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Black coffee taking on new, softer colours
( 2004-01-10 10:53) (Agencies)

Coffee shops in Europe are offering greater varieties, where the long tradition is the classical cup of strong black coffee.

There is a growing trend away from the classical strong black coffee to cappuccino and other varieties, according to Winfried Tigges, managing director of the German Coffee Association in Hamburg.

The Americans are the world's greatest coffee drinkers, followed by the Germans and the Scandinavians, as the drink goes hip with greater variety being offered in coffee shops.

Young people, especially are turning on to coffee. "Here there is a definite change,'' says Tigges pointing to the fact that 10 years ago the drink still had a pensioner image among young people.

Market researchers found that young people find the classical cup of coffee too bitter. The many new creations in coffee shops are therefore milder in taste, offering nut, rum and vanilla flavours.

Kirsten Windhorn, who runs the 26 Starbucks Coffee shops in Germany says traditionally the "variety has always been greater in the US,'' but the trend was now also coming to Europe, where in the past there was only the choice between a cup or a mug of classical black coffee.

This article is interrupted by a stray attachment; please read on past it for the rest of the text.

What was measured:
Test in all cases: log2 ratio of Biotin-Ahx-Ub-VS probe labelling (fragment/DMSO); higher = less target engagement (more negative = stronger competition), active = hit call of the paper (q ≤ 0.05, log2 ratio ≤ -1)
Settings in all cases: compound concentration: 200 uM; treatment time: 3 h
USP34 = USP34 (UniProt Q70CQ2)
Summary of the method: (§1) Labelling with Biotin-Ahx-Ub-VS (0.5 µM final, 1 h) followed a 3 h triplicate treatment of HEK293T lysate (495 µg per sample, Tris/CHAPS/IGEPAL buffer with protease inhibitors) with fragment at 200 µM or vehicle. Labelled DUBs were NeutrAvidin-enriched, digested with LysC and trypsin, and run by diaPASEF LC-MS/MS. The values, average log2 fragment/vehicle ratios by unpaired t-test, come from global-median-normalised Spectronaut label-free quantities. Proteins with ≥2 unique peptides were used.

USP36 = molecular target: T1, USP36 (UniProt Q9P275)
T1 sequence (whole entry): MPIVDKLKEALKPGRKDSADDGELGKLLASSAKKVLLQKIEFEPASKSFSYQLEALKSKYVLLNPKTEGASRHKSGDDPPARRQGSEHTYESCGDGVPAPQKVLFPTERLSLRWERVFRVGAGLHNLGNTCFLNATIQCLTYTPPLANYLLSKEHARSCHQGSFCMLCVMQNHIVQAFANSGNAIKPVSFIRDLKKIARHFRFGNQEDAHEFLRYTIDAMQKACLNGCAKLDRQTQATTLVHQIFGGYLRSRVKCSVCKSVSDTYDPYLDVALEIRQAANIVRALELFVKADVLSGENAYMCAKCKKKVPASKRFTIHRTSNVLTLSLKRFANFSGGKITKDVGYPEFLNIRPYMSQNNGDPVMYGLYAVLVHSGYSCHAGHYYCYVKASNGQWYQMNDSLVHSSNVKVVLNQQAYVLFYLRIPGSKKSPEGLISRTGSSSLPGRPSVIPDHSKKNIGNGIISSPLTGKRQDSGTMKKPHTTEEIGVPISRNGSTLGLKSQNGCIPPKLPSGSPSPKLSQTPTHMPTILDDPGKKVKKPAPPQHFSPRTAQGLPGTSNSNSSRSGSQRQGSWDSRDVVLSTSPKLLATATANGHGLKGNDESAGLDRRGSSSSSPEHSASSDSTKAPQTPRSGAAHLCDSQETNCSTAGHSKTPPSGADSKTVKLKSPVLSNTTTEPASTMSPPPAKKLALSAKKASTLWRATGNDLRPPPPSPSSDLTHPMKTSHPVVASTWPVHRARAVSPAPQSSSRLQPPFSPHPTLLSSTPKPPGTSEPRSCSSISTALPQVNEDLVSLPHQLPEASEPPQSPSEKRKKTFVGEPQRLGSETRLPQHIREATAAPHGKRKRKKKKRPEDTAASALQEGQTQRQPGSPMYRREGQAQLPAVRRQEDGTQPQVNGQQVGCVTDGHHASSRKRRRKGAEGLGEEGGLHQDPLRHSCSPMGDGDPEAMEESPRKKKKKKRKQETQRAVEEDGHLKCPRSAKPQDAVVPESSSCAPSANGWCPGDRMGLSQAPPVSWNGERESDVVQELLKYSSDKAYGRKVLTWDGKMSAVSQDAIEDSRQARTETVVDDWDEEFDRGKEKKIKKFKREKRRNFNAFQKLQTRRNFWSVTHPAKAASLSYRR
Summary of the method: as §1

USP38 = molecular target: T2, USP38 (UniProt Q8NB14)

"In American coffee shops you can order according to your personal taste,'' says Windhorn, "asking for a weaker or stronger cappuccino, perhaps with hazelnut syrup and cream.''

This variation is still new in Germany "with many customers still feeling their way through the wider choice,'' says Windhorn.

The greater choice comes mainly from Italy, where it is normal to have an espresso after a meal in a restaurant. Labels such as Segafredo and Lavazzo are now commonplace.

"Coffee drinks like cappuccino which can be made by adding hot water to the powder show double-digit growth figures,'' Tigges says. The "Family Cappuccino'' for instance only has a small percentage of coffee in it, but is also aimed at the teenager.

Volker Meyer-Luecke, a coffee specialist in Munich, says filter coffee is still dominant in Germany. Latte macchiato and cappuccino are mainly chosen by younger people, he says, who will at an older age turn back to normal coffee.

A wide range of so-called fringe market "One World'' shops in Germany also offer coffee produced by farmers in developing countries.

The price is not affected by the constantly changing world market coffee price. Claudia Brueck of TransFair in Cologne estimates that these shops offer 200 different coffee varieties.

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